Gold May Gain This Week on Wealth Protection, Weaker Dollar, Survey Shows

Gold, which reached a record this week, may extend gains as investors seek a protection of wealth and an alternative to a weakening dollar, a survey found.

Sixteen of 23 traders, investors and analysts surveyed by Bloomberg, or 70 percent, said the metal will rise next week. Six forecast lower prices and one was neutral. Gold for December delivery was up 1.3 percent for this week at $1,293.60 an ounce at 11 a.m. yesterday on the Comex in New York. Futures climbed to a record $1,298 on Sept. 22.

The dollar slipped to a five-month low against the euro on Sept. 22 after the Federal Reserve left its benchmark interest- rate target at a record low and pledged to take more steps to spur growth if necessary. Holdings of bullion through exchange- traded products were at a record 2,089.74 metric tons as of Sept. 22, data compiled by Bloomberg from 10 providers showed.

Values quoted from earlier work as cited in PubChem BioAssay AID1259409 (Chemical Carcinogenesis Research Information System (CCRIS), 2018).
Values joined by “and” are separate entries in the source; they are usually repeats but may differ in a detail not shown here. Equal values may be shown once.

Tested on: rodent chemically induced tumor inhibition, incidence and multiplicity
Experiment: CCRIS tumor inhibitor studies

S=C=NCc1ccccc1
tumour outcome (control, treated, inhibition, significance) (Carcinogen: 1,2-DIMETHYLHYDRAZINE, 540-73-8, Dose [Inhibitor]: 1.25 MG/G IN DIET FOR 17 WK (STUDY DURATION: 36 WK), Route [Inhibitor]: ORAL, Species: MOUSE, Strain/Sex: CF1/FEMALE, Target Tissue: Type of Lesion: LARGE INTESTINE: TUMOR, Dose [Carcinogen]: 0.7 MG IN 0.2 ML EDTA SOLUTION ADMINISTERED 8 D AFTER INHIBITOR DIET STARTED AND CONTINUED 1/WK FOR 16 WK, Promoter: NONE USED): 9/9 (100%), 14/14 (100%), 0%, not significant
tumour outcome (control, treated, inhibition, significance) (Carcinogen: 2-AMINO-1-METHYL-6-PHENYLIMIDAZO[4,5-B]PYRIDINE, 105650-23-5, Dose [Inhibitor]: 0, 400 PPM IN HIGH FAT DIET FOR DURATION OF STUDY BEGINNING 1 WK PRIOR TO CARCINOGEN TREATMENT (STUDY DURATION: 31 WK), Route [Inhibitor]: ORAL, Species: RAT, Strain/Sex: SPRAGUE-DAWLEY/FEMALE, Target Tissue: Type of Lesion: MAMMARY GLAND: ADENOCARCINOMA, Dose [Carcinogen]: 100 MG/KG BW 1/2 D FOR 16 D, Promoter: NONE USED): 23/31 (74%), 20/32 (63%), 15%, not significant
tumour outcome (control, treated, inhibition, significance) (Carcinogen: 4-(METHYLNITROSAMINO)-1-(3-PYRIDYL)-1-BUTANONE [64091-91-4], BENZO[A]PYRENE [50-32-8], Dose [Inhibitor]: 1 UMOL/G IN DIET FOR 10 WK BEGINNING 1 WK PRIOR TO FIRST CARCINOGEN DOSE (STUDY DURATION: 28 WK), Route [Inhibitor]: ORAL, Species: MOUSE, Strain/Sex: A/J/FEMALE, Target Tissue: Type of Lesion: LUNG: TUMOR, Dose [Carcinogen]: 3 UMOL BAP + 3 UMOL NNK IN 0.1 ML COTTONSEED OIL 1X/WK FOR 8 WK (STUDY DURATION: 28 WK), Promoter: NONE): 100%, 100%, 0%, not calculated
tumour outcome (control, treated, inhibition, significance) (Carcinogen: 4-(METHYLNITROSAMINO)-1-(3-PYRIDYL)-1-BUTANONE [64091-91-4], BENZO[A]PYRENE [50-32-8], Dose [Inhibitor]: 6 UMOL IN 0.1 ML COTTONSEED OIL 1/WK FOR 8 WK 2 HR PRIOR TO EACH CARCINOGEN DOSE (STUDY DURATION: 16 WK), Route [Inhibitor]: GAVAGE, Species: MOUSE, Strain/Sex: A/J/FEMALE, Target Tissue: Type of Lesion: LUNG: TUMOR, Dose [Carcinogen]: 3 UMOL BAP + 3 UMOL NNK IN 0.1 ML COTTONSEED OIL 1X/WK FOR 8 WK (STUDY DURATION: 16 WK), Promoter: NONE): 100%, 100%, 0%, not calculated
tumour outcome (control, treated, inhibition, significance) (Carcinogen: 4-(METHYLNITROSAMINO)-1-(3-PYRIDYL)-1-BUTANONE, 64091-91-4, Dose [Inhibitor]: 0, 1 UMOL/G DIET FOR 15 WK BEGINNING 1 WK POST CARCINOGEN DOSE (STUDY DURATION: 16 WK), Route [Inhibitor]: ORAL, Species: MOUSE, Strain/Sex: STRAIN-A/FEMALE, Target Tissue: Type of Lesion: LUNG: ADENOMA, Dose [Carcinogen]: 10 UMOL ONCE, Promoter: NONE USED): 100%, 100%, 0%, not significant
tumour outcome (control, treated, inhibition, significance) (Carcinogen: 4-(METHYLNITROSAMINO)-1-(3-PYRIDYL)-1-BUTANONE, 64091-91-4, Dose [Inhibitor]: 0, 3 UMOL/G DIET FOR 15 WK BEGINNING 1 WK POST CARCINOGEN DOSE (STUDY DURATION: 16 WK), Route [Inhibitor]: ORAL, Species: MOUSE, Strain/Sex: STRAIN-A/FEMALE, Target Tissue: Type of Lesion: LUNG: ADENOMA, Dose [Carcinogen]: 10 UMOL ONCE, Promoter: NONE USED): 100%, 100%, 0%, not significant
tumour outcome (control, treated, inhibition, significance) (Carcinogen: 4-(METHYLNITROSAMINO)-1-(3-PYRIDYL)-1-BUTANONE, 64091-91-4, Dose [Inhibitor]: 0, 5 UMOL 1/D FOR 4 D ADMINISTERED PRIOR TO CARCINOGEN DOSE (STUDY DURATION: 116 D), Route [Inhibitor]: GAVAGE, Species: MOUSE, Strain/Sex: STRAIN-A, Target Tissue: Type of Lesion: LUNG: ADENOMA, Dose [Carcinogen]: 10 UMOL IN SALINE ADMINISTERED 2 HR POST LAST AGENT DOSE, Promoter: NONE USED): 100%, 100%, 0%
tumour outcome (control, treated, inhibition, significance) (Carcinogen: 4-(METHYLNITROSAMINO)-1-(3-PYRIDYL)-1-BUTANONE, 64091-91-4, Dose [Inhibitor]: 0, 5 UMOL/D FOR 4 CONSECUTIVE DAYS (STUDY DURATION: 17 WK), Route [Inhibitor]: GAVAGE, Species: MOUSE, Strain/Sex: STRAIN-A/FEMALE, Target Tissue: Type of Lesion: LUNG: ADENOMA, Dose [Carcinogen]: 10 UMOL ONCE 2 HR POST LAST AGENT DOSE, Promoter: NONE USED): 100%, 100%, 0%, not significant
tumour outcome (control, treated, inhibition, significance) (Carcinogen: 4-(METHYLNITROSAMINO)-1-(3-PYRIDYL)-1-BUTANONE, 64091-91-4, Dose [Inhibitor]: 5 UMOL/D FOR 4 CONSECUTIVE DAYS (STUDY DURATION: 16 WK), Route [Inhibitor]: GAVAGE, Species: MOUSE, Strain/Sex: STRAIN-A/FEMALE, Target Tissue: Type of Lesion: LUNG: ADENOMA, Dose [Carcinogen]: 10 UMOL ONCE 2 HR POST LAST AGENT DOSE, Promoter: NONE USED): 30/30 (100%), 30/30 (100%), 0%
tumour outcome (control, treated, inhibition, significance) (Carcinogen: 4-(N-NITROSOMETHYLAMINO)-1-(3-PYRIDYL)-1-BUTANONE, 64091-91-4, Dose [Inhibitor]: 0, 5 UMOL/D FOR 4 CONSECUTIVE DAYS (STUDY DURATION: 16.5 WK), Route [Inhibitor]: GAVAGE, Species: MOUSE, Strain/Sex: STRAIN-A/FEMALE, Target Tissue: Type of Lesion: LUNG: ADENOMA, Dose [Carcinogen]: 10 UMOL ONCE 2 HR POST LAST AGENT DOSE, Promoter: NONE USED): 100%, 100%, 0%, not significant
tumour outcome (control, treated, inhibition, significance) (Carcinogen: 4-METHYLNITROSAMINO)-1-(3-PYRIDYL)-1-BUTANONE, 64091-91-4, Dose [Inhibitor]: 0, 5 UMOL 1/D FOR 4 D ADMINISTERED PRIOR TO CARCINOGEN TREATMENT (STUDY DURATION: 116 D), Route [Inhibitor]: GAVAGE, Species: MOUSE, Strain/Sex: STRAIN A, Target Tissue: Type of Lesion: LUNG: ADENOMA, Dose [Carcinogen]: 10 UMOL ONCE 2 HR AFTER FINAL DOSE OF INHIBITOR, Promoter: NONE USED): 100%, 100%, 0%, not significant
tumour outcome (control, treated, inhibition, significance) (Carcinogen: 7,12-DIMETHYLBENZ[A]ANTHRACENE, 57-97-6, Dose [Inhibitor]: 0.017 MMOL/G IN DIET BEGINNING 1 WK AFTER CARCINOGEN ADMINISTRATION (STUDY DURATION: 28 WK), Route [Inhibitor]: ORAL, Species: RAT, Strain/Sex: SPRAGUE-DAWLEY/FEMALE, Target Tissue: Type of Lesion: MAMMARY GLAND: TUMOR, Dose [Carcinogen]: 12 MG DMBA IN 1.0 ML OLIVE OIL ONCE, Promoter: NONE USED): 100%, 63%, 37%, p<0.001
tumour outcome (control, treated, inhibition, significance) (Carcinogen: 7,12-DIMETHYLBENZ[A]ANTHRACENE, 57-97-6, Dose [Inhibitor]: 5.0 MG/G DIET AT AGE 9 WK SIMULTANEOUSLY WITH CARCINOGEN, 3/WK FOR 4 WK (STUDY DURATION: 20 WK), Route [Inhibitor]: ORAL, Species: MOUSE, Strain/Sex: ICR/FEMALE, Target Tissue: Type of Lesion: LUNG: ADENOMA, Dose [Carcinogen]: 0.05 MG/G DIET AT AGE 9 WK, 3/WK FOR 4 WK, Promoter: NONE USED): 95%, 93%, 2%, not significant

“The U.S. currency is clearly still paying the price for the latest statement by the U.S. Fed,” said Eugen Weinberg, head of commodity research at Commerzbank AG. “As long as the U.S. dollar remains weak, gold prices should remain well supported.”

Gold gained 18 percent this year as investors sought a protection of wealth. While a report yesterday showed U.S. home sales were slightly stronger than economists had forecast, the number of Americans seeking unemployment benefits unexpectedly rose in the week ended Sept. 18 and Europe’s services and manufacturing industries slowed this month more than economists forecast.

The red bars on the attached chart are derived by subtracting bearish forecasts from bullish estimates, with readings below zero signaling that most respondents expect a decline. The green line shows the gold price. The data shown are as of Sept. 17.

The weekly gold survey that started six years ago has forecast prices accurately in 189 of 329 weeks, or 57 percent of the time.

This week’s survey results: Bullish: 16 Bearish: 6 Neutral: 1

To contact the reporter on this story: Nicholas Larkin in London at

To contact the editor responsible for this story: Claudia Carpenter at

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